I was the first cognitive psychologist at Texas A&M University, arriving in 1980, and I have built the cognitive psychology area, both in terms of students (we now have a Ph.D. program) and faculty (we now have seven faculty in the cognitive area). I have also had a founding and continuing role in ARMADILLO, the cognitive psychology society of Texas and the Southwest since 1990. With my colleagues Tom Ward and Ron Finke, I helped define the creative cognition paradigm, an approach to the studies of both cognitive science and creativity. I am the Coordinator of Research for the Texas A&M University Institute for Applied Creativity, an interdisciplinary entity that encourages, supports, and oversees work in creative studies. I continue to work on interdisciplinary research projects with mechanical engineers, business school researchers, and computer scientists.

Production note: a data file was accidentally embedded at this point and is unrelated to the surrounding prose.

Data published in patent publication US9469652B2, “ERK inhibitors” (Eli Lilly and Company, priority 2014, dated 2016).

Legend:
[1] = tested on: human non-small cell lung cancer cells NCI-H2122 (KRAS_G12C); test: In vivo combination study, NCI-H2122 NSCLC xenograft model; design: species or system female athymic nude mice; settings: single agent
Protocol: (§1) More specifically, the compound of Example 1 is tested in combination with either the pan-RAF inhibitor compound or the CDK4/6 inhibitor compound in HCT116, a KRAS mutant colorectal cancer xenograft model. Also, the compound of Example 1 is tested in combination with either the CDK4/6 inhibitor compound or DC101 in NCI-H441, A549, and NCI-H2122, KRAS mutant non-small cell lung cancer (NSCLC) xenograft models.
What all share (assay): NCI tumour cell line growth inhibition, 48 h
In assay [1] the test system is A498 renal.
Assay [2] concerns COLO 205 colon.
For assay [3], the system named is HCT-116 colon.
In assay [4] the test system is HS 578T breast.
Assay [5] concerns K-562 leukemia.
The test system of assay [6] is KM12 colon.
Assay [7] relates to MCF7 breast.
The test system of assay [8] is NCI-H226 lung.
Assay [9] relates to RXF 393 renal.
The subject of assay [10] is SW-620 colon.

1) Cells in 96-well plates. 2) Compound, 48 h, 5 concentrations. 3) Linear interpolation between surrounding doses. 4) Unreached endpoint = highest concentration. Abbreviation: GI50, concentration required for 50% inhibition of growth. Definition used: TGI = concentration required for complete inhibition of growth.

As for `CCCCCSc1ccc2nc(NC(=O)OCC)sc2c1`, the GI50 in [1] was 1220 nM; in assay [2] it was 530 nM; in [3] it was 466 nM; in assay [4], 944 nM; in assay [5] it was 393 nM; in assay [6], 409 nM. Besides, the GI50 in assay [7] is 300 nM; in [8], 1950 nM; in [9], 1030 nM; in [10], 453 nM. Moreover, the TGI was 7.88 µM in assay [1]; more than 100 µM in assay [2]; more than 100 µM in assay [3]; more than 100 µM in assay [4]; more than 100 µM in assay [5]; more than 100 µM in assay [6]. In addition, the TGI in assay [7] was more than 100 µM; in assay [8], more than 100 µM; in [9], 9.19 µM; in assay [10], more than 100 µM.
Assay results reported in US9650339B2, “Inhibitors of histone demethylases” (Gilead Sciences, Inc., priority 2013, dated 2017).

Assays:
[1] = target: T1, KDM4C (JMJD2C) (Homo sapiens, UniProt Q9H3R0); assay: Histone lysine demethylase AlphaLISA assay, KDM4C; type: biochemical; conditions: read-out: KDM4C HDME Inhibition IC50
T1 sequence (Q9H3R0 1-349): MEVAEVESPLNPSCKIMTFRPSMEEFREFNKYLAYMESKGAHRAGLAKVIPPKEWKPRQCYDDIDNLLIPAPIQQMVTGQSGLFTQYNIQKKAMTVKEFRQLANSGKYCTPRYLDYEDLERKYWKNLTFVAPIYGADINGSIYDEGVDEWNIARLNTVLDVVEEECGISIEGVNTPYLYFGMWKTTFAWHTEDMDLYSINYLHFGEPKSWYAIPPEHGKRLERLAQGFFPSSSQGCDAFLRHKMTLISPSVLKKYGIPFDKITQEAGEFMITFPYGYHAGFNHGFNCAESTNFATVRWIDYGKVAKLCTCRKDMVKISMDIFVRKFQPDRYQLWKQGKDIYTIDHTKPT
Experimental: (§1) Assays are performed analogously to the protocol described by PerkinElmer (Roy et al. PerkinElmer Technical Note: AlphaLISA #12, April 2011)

I have developed methods for examining aspects of the creative process in laboratory research, and results on blocked, recovered, and false memories. My experimental work on context-dependent memory influenced techniques that are used forensically to enhance eyewitness memory. My interdisciplinary work connects creative cognition to activities in engineering design, business, and computer science.